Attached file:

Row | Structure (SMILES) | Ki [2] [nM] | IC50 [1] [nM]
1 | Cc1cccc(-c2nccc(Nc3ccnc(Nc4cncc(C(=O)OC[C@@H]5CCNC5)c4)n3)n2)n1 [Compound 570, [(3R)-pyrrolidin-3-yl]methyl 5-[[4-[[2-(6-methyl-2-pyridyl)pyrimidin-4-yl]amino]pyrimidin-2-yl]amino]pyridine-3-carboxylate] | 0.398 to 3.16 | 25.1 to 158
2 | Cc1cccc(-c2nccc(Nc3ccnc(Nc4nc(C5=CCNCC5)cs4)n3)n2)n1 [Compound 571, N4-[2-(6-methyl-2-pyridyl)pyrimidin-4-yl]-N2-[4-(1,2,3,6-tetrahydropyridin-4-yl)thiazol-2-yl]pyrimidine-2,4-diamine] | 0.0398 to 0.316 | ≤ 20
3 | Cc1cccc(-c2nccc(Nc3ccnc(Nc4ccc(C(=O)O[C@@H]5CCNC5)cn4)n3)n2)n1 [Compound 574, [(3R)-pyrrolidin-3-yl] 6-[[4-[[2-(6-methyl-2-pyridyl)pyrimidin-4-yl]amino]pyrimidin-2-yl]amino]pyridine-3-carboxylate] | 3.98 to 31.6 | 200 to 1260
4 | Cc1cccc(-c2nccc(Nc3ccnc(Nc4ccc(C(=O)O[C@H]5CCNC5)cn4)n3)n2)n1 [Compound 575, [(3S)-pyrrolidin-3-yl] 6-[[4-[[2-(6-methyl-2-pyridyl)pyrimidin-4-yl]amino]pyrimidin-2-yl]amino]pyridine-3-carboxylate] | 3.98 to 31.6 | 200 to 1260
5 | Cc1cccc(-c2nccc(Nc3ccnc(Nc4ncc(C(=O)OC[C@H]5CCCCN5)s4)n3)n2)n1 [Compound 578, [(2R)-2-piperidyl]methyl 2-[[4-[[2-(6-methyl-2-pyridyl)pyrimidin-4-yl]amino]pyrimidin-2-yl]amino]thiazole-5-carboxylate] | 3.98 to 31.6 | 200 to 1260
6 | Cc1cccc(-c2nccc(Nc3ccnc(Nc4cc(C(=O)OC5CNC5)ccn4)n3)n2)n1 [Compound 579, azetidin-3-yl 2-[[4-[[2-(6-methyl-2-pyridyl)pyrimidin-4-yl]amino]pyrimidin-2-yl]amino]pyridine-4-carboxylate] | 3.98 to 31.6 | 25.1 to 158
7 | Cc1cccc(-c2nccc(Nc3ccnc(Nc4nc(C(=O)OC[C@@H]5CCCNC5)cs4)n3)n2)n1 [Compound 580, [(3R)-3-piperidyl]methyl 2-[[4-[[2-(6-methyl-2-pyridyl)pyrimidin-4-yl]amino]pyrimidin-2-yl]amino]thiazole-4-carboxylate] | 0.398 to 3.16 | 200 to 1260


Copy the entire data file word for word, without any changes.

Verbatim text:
Row | Structure (SMILES) | Ki [2] [nM] | IC50 [1] [nM]
1 | Cc1cccc(-c2nccc(Nc3ccnc(Nc4cncc(C(=O)OC[C@@H]5CCNC5)c4)n3)n2)n1 [Compound 570, [(3R)-pyrrolidin-3-yl]methyl 5-[[4-[[2-(6-methyl-2-pyridyl)pyrimidin-4-yl]amino]pyrimidin-2-yl]amino]pyridine-3-carboxylate] | 0.398 to 3.16 | 25.1 to 158
2 | Cc1cccc(-c2nccc(Nc3ccnc(Nc4nc(C5=CCNCC5)cs4)n3)n2)n1 [Compound 571, N4-[2-(6-methyl-2-pyridyl)pyrimidin-4-yl]-N2-[4-(1,2,3,6-tetrahydropyridin-4-yl)thiazol-2-yl]pyrimidine-2,4-diamine] | 0.0398 to 0.316 | ≤ 20
3 | Cc1cccc(-c2nccc(Nc3ccnc(Nc4ccc(C(=O)O[C@@H]5CCNC5)cn4)n3)n2)n1 [Compound 574, [(3R)-pyrrolidin-3-yl] 6-[[4-[[2-(6-methyl-2-pyridyl)pyrimidin-4-yl]amino]pyrimidin-2-yl]amino]pyridine-3-carboxylate] | 3.98 to 31.6 | 200 to 1260
4 | Cc1cccc(-c2nccc(Nc3ccnc(Nc4ccc(C(=O)O[C@H]5CCNC5)cn4)n3)n2)n1 [Compound 575, [(3S)-pyrrolidin-3-yl] 6-[[4-[[2-(6-methyl-2-pyridyl)pyrimidin-4-yl]amino]pyrimidin-2-yl]amino]pyridine-3-carboxylate] | 3.98 to 31.6 | 200 to 1260
5 | Cc1cccc(-c2nccc(Nc3ccnc(Nc4ncc(C(=O)OC[C@H]5CCCCN5)s4)n3)n2)n1 [Compound 578, [(2R)-2-piperidyl]methyl 2-[[4-[[2-(6-methyl-2-pyridyl)pyrimidin-4-yl]amino]pyrimidin-2-yl]amino]thiazole-5-carboxylate] | 3.98 to 31.6 | 200 to 1260
6 | Cc1cccc(-c2nccc(Nc3ccnc(Nc4cc(C(=O)OC5CNC5)ccn4)n3)n2)n1 [Compound 579, azetidin-3-yl 2-[[4-[[2-(6-methyl-2-pyridyl)pyrimidin-4-yl]amino]pyrimidin-2-yl]amino]pyridine-4-carboxylate] | 3.98 to 31.6 | 25.1 to 158
7 | Cc1cccc(-c2nccc(Nc3ccnc(Nc4nc(C(=O)OC[C@@H]5CCCNC5)cs4)n3)n2)n1 [Compound 580, [(3R)-3-piperidyl]methyl 2-[[4-[[2-(6-methyl-2-pyridyl)pyrimidin-4-yl]amino]pyrimidin-2-yl]amino]thiazole-4-carboxylate] | 0.398 to 3.16 | 200 to 1260